Do You Have a Rhythm Band in Your Classroom?

Do you have a rhythm band in your classroom? Rhythm bands have been a part of the music classroom experience for over 80 years. The rhythm band was created to prepare children for later instrumental work and for the enjoyment of music in all its forms. American composer and music teacher J. Lilian Vandevere said when a student listens to music as a whole and in parts, they learn about the “preservation of individuality while contributing to the welfare of the group.” An approach that still carries to modern classrooms. But even something that has become a tradition can go through innovative evolutions. Here’s how you can start or re-charge a rhythm band in your classroom!

Start with Simple Beginnings

Rhythm bands started with simple beginnings with basic, handheld idiophones (jingles, shakers, and scrapers made of wood or metal) and membranophones (instruments that have a membrane-type head, like drums or tambourines); however, new innovative instruments have now entered classrooms that can be made of synthetic materials like plastic or even electronic. Some examples of new instruments added to the world of rhythm bands include the pitched plastic tubes Boomwhackers ®, electronic drum pads, and even smart device apps like GarageBand for iOS or Music Maker Jam for Android. Yes! Kids can play in a rhythm band with their tablets! Marching might not be as easy with an instrument, but you can switch out the stationary players with the movement players. Introducing these new forms of instruments can expand your students’ experience with music, and easy integration of technology if the school already supplies the tablets.

Then Comes Exploration

The first step to getting your rhythm band ready is to let your kids explore the instruments (with respect to the instruments and others). After introducing the instruments, let them discover the different sounds made by instruments, allow them to practice their loud and soft playing, and even Boomwhackers® “sword play” can add the element of chords to your band. The students can describe and share the sounds and tones their instruments make to the class.

Next, combine the instruments with a song that everyone knows or that you have already been using in your class. Traditionally, the teacher would accompany on the piano or another percussive instrument. Today, ukuleles and acoustic guitars have become very popular for accompanying songs and rhythmic playing. Even if you don’t know how to play, you can create pre-recorded chord progressions on those same apps listed before.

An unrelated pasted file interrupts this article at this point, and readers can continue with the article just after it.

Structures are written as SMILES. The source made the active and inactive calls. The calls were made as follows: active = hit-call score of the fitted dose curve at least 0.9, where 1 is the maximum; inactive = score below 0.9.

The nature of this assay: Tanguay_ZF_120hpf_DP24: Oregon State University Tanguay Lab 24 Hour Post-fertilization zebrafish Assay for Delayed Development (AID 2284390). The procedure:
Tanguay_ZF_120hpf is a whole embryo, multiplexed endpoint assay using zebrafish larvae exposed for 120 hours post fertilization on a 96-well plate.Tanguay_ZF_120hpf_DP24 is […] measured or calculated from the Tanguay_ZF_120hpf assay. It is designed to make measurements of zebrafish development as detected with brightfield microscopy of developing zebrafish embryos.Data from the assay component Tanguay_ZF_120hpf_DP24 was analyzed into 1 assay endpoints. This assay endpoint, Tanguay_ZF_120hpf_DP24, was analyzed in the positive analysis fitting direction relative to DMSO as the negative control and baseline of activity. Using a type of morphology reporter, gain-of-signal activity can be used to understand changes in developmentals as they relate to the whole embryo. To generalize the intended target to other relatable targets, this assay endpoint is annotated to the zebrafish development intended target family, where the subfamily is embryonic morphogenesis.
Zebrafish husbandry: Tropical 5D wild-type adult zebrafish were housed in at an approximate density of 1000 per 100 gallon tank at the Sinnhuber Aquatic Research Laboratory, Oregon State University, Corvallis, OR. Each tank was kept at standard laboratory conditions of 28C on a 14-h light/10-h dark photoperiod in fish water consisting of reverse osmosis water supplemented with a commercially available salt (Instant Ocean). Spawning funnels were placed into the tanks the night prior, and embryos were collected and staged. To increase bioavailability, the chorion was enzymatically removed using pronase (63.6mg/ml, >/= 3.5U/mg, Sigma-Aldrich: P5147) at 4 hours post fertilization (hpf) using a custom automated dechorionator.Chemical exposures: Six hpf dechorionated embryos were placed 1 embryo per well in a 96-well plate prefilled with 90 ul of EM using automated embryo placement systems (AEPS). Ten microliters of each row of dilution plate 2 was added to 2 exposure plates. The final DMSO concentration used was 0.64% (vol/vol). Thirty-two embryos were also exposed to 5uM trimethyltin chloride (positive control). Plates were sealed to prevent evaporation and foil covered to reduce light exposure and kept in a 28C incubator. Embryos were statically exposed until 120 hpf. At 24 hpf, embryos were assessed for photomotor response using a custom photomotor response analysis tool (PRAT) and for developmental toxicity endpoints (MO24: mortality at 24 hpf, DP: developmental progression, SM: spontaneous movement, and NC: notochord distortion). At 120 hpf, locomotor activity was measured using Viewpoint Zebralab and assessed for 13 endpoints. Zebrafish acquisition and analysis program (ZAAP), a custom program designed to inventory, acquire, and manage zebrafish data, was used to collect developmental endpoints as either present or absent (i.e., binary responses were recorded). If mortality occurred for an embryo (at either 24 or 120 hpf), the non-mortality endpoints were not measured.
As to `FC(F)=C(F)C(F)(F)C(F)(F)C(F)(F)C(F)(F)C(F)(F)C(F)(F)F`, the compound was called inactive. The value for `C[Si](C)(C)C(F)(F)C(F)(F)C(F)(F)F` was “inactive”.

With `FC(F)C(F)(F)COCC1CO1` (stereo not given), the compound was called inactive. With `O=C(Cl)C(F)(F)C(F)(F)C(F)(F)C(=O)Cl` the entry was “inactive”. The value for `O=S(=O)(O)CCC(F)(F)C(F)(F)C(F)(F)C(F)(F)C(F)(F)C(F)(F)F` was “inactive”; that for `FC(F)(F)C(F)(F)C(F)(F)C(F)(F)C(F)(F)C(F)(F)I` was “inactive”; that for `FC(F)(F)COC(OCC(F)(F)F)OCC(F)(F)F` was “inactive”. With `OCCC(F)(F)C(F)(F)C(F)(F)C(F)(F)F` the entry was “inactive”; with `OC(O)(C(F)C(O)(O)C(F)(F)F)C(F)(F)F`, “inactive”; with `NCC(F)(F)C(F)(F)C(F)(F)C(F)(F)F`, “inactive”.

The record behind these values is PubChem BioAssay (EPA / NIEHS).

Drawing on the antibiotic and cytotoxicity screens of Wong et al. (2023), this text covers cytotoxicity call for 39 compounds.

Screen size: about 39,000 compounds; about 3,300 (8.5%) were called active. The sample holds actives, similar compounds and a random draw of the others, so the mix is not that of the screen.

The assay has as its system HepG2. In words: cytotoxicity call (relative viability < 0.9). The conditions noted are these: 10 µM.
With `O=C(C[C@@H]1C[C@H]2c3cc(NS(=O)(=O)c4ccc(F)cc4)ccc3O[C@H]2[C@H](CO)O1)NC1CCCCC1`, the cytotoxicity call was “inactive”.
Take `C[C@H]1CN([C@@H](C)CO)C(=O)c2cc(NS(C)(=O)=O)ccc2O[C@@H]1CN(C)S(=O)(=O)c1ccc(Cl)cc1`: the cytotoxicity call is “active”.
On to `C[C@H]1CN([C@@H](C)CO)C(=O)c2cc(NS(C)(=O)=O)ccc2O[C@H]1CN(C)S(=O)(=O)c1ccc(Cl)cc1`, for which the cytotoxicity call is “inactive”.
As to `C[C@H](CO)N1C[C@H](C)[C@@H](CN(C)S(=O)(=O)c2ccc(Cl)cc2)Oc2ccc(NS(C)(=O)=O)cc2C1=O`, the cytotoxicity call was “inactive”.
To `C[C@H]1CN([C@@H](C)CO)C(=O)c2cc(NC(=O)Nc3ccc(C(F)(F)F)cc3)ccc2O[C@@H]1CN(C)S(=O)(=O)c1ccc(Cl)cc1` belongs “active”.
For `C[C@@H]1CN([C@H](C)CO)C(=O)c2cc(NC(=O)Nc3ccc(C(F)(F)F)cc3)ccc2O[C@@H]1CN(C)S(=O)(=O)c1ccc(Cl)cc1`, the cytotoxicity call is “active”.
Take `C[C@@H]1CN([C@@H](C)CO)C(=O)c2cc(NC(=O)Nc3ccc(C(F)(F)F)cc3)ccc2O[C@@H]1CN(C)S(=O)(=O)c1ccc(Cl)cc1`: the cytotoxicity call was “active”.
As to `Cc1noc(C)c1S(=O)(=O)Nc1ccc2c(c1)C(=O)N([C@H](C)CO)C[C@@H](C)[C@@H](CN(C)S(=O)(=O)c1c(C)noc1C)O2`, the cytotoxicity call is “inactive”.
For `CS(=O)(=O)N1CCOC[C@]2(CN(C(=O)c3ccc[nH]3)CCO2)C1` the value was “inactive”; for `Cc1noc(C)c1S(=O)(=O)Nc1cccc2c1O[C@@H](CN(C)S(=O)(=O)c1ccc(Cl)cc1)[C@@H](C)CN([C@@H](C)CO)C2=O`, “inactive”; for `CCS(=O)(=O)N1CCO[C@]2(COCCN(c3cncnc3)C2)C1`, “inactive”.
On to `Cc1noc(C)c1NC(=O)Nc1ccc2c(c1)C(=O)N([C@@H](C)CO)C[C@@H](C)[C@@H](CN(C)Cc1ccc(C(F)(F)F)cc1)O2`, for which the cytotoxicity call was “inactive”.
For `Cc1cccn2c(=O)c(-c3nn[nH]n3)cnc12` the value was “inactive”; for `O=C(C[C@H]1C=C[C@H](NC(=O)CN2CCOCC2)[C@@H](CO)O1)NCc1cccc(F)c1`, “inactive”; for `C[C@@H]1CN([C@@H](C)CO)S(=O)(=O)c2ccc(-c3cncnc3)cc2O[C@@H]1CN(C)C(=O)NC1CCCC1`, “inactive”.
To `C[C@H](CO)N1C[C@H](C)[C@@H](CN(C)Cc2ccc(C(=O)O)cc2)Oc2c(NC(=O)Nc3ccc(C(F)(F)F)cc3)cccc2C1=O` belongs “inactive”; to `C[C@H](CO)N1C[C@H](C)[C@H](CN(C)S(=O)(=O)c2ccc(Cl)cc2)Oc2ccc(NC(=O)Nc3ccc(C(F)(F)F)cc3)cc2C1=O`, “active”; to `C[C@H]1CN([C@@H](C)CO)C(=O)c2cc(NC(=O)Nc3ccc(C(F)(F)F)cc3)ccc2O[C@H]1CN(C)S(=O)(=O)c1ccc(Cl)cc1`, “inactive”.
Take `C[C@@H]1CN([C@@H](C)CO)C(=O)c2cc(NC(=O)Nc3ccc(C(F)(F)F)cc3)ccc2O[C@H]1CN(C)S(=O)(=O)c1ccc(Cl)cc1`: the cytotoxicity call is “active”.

The Orff-Schulwerk Classroom

Every time a rhythm band plays the experience can be different since each kid can experience a new instrument every time. This makes the rhythm band a perfect partner with the Orff-Schulwerk classroom. A rhythm band allows students to experience the basic Orff elements of imitation by playing after the teacher or assigning a rhythm for groups to play, exploration of sound and movement as they play, improvisation, and composition (small groups, anyone?). We know our kids are creative and can often come up with something we might have never thought of. It might not fit perfectly into a song, but a sound they created on their own becomes theirs and it instills a since of pride and accomplishment. This feeling then leads to a sense of appreciation and love for music.

Are you looking for some extra budget to help support some updated instruments for your rhythm band? Advocating for your classroom can be a challenge, but luckily, we live in a time of technology where resources and studies to support music education are now at our finger tips! Scientists have found that the experience of playing an instrument goes beyond building a love of music. In 2016, a study was conducted in Chicago where it was proven music lessons improved neurological connections in children and could be used to help treat ADHD and autism. NAMM compiles studies that show the benefits of music education on the betterment of students lives. We have supplied some helpful resources below for you.

Musical Training Creates New Brain Connections in Children

NAMMHow Children Benefit from Music Education in Schools

Roots of Rhythms


About the Author:

Amanda Six, Music Education Specialist

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